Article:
Interagency committee identifies steps to citizen-centered Web site
- By Jason Miller
- Jun 18, 2004
The Interagency Committee on Government Information last week recommended seven steps agencies can take to make their Web sites more accessible.
The suggestions come from the committee's Web Content Standards Working Group report
, sent to the Office of Management and Budget. The E-Government Act of 2002 required OMB to form this committee to look at the accessibility, dissemination and retention of federal information.
The working group said agency Web sites should:
- Be easily identified as being a federal government Web site, use the government domain, provide current and accurate government information, and follow basic common linking practices
- Be written and organized from the citizen's point of view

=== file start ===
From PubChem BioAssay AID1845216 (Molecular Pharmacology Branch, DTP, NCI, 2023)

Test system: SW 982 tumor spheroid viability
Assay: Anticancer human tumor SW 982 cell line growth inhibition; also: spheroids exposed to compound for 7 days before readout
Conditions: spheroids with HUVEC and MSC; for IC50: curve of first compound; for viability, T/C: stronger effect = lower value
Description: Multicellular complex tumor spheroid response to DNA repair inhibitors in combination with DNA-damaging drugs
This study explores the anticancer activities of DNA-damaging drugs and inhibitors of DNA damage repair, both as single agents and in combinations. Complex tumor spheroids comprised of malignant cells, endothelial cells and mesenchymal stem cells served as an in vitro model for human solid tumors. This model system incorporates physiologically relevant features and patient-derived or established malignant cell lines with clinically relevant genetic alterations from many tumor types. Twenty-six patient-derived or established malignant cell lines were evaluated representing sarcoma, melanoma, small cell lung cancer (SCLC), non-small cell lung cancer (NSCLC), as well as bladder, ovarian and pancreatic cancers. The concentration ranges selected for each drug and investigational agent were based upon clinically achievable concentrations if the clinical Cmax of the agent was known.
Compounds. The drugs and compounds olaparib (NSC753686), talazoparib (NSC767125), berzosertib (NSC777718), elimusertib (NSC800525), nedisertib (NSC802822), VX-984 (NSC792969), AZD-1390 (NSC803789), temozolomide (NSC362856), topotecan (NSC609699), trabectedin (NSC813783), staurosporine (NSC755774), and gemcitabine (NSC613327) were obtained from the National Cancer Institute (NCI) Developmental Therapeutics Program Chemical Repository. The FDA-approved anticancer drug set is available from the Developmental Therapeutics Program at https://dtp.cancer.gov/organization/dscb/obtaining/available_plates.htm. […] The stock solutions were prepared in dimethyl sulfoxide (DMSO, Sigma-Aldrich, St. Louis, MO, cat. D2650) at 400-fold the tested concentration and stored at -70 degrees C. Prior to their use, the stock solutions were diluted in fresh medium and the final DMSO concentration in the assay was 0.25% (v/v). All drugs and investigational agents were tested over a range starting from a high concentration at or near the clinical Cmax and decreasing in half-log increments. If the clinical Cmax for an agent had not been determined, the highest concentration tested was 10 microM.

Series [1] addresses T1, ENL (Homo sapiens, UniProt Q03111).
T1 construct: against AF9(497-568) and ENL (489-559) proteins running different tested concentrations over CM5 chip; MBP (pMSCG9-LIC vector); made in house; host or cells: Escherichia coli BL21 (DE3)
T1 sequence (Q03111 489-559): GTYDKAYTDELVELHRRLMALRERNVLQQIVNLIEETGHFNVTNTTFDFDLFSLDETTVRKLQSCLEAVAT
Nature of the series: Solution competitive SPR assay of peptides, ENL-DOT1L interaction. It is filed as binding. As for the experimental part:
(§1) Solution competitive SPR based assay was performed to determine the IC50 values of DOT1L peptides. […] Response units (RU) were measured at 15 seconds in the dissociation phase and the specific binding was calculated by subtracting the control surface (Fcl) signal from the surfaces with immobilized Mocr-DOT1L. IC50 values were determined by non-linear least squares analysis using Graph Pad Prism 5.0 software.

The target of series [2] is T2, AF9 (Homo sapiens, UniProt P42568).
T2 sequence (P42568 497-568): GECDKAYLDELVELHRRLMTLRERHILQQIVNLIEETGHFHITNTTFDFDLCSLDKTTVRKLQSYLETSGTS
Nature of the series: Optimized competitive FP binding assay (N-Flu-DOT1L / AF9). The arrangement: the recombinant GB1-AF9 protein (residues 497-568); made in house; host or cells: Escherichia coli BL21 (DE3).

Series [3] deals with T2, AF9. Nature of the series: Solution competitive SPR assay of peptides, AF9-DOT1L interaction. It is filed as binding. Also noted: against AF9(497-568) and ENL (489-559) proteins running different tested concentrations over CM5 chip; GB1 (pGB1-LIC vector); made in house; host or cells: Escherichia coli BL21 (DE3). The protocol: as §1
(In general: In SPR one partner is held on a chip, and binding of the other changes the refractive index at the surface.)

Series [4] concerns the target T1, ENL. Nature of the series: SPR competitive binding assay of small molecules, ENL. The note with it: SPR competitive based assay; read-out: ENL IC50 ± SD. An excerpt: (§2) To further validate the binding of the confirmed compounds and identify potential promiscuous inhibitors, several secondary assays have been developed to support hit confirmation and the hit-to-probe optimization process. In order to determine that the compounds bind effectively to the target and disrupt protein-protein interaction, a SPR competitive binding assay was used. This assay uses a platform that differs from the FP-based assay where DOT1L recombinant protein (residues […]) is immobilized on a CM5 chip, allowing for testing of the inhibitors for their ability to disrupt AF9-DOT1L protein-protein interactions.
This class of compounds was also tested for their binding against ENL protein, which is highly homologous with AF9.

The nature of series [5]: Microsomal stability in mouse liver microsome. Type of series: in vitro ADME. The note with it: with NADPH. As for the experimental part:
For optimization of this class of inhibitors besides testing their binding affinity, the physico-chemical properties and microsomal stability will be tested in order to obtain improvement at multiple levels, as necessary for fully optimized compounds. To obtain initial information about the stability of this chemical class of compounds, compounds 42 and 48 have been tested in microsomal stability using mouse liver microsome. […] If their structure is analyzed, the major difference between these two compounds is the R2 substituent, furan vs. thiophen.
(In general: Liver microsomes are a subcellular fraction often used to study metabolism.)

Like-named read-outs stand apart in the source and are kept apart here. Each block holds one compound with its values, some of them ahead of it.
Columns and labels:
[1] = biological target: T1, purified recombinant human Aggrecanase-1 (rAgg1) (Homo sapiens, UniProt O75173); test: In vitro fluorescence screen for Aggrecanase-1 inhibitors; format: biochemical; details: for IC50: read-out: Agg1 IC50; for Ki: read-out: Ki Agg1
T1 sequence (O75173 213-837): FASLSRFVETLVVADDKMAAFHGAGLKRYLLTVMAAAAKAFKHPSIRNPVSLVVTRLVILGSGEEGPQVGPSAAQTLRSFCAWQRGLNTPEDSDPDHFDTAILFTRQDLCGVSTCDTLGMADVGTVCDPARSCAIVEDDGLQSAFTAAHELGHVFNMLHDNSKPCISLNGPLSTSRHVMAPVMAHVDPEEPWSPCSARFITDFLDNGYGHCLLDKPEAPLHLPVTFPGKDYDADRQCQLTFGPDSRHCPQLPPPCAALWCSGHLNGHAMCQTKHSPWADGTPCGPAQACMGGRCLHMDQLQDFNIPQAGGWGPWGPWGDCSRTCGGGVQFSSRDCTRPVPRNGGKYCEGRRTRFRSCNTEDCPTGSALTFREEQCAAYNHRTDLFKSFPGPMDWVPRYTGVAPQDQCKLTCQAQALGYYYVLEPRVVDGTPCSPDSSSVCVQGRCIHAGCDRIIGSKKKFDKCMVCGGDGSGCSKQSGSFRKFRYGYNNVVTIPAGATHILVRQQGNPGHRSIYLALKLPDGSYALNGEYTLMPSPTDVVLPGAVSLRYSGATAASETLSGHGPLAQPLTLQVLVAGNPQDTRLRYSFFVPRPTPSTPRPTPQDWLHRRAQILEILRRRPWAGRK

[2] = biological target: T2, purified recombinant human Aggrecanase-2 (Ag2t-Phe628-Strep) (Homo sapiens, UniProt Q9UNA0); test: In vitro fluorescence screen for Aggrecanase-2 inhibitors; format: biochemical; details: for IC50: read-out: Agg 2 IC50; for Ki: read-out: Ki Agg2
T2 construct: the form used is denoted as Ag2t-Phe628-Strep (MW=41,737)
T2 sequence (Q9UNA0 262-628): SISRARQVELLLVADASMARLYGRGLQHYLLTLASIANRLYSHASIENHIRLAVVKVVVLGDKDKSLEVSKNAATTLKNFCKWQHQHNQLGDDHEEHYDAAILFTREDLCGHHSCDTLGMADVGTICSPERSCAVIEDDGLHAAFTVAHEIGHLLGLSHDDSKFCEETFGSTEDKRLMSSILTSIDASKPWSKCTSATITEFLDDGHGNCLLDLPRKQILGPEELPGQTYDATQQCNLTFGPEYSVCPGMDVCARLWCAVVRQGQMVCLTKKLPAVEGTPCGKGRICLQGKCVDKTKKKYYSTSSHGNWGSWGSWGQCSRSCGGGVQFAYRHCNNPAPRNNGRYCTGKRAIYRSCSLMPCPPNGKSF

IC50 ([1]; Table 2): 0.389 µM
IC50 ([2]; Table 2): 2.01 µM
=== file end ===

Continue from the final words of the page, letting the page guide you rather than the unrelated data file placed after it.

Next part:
- Be designed and written to ensure easy access by using plain English and having consistent navigation tools, a search function and standard metadata
- Promote seamless movement within agency sites and between department portals. Agencies should collaborate in developing governmentwide portals, and all sites should link to Firstgov.gov
- Establish priorities for posting information
- Comply with security, privacy, accessibility and other laws and regulations
- Develop Web content policies and requirements. OMB should establish a Web Content Advisory Council, create processes to approve common content and links, coordinate cross-agency portals, and require agencies to report on progress and compliance with Web content policies and requirements.
The working group developed the recommendations by reviewing federal Web sites and identifying common practices, compiling existing laws, regulations and other official directives, and soliciting suggestions from the public through Firstgov.gov
The committee by September will develop a Web Content Management Toolkit Web site on FirstGov. It will include examples and best practices of how to implement OMB and congressional requirements, resources and additional guidelines for making federal Web sites more citizen focused, the report said.